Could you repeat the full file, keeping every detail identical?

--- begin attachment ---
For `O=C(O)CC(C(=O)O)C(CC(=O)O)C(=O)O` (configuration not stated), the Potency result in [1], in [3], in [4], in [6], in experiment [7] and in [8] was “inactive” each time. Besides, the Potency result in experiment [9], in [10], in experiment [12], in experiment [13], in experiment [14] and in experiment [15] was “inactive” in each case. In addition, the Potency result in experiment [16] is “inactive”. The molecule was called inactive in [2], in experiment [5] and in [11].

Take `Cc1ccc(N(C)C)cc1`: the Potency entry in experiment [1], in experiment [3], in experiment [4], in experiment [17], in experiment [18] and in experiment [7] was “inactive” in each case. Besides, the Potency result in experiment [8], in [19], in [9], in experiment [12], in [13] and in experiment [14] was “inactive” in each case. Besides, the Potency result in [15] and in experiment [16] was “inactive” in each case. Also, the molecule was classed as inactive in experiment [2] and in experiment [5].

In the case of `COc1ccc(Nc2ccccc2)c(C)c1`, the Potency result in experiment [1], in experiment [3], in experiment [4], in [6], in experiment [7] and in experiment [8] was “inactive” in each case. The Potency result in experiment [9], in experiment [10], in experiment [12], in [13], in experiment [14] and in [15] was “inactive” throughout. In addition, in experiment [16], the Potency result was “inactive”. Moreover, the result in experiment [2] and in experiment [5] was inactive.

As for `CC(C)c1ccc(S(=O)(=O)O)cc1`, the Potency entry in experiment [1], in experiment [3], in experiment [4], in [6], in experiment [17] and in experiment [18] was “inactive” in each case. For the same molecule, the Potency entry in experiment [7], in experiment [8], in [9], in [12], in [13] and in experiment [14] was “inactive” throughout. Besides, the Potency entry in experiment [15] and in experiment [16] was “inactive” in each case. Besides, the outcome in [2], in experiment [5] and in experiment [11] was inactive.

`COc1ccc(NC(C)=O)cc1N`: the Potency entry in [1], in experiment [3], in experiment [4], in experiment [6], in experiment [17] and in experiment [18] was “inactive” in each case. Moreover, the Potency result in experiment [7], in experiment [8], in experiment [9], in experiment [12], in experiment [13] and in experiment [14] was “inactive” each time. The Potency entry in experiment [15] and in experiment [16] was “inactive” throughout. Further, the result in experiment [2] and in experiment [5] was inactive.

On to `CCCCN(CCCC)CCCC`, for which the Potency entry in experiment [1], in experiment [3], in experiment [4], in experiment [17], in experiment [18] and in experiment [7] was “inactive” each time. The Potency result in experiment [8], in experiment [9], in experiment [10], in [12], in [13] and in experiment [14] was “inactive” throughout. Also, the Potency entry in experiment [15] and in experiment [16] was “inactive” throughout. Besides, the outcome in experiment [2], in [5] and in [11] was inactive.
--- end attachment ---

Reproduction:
For `O=C(O)CC(C(=O)O)C(CC(=O)O)C(=O)O` (configuration not stated), the Potency result in [1], in [3], in [4], in [6], in experiment [7] and in [8] was “inactive” each time. Besides, the Potency result in experiment [9], in [10], in experiment [12], in experiment [13], in experiment [14] and in experiment [15] was “inactive” in each case. In addition, the Potency result in experiment [16] is “inactive”. The molecule was called inactive in [2], in experiment [5] and in [11].

Take `Cc1ccc(N(C)C)cc1`: the Potency entry in experiment [1], in experiment [3], in experiment [4], in experiment [17], in experiment [18] and in experiment [7] was “inactive” in each case. Besides, the Potency result in experiment [8], in [19], in [9], in experiment [12], in [13] and in experiment [14] was “inactive” in each case. Besides, the Potency result in [15] and in experiment [16] was “inactive” in each case. Also, the molecule was classed as inactive in experiment [2] and in experiment [5].

In the case of `COc1ccc(Nc2ccccc2)c(C)c1`, the Potency result in experiment [1], in experiment [3], in experiment [4], in [6], in experiment [7] and in experiment [8] was “inactive” in each case. The Potency result in experiment [9], in experiment [10], in experiment [12], in [13], in experiment [14] and in [15] was “inactive” throughout. In addition, in experiment [16], the Potency result was “inactive”. Moreover, the result in experiment [2] and in experiment [5] was inactive.

As for `CC(C)c1ccc(S(=O)(=O)O)cc1`, the Potency entry in experiment [1], in experiment [3], in experiment [4], in [6], in experiment [17] and in experiment [18] was “inactive” in each case. For the same molecule, the Potency entry in experiment [7], in experiment [8], in [9], in [12], in [13] and in experiment [14] was “inactive” throughout. Besides, the Potency entry in experiment [15] and in experiment [16] was “inactive” in each case. Besides, the outcome in [2], in experiment [5] and in experiment [11] was inactive.

`COc1ccc(NC(C)=O)cc1N`: the Potency entry in [1], in experiment [3], in experiment [4], in experiment [6], in experiment [17] and in experiment [18] was “inactive” in each case. Moreover, the Potency result in experiment [7], in experiment [8], in experiment [9], in experiment [12], in experiment [13] and in experiment [14] was “inactive” each time. The Potency entry in experiment [15] and in experiment [16] was “inactive” throughout. Further, the result in experiment [2] and in experiment [5] was inactive.

On to `CCCCN(CCCC)CCCC`, for which the Potency entry in experiment [1], in experiment [3], in experiment [4], in experiment [17], in experiment [18] and in experiment [7] was “inactive” each time. The Potency result in experiment [8], in experiment [9], in experiment [10], in [12], in [13] and in experiment [14] was “inactive” throughout. Also, the Potency entry in experiment [15] and in experiment [16] was “inactive” throughout. Besides, the outcome in experiment [2], in [5] and in [11] was inactive.